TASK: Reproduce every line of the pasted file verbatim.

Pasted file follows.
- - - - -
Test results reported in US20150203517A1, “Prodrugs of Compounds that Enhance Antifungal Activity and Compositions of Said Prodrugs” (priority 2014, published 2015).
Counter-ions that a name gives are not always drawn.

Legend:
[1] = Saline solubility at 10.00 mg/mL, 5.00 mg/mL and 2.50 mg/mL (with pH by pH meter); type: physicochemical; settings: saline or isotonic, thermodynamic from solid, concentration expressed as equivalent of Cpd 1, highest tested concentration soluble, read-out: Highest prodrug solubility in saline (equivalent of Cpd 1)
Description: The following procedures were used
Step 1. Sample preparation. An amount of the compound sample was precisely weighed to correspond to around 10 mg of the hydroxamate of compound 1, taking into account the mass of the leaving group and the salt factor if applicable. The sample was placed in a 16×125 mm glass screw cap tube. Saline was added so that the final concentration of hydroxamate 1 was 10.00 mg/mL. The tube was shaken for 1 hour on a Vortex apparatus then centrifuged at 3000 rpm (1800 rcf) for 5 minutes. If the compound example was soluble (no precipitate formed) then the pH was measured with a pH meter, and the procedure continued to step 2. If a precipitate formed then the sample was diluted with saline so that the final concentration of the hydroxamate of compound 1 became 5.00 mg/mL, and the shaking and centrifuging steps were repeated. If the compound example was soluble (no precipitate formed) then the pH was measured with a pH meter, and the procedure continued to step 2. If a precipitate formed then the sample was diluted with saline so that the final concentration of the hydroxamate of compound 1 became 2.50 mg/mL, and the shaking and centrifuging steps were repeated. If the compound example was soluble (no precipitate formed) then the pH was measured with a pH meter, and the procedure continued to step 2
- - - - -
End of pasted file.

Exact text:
Test results reported in US20150203517A1, “Prodrugs of Compounds that Enhance Antifungal Activity and Compositions of Said Prodrugs” (priority 2014, published 2015).
Counter-ions that a name gives are not always drawn.

Legend:
[1] = Saline solubility at 10.00 mg/mL, 5.00 mg/mL and 2.50 mg/mL (with pH by pH meter); type: physicochemical; settings: saline or isotonic, thermodynamic from solid, concentration expressed as equivalent of Cpd 1, highest tested concentration soluble, read-out: Highest prodrug solubility in saline (equivalent of Cpd 1)
Description: The following procedures were used
Step 1. Sample preparation. An amount of the compound sample was precisely weighed to correspond to around 10 mg of the hydroxamate of compound 1, taking into account the mass of the leaving group and the salt factor if applicable. The sample was placed in a 16×125 mm glass screw cap tube. Saline was added so that the final concentration of hydroxamate 1 was 10.00 mg/mL. The tube was shaken for 1 hour on a Vortex apparatus then centrifuged at 3000 rpm (1800 rcf) for 5 minutes. If the compound example was soluble (no precipitate formed) then the pH was measured with a pH meter, and the procedure continued to step 2. If a precipitate formed then the sample was diluted with saline so that the final concentration of the hydroxamate of compound 1 became 5.00 mg/mL, and the shaking and centrifuging steps were repeated. If the compound example was soluble (no precipitate formed) then the pH was measured with a pH meter, and the procedure continued to step 2. If a precipitate formed then the sample was diluted with saline so that the final concentration of the hydroxamate of compound 1 became 2.50 mg/mL, and the shaking and centrifuging steps were repeated. If the compound example was soluble (no precipitate formed) then the pH was measured with a pH meter, and the procedure continued to step 2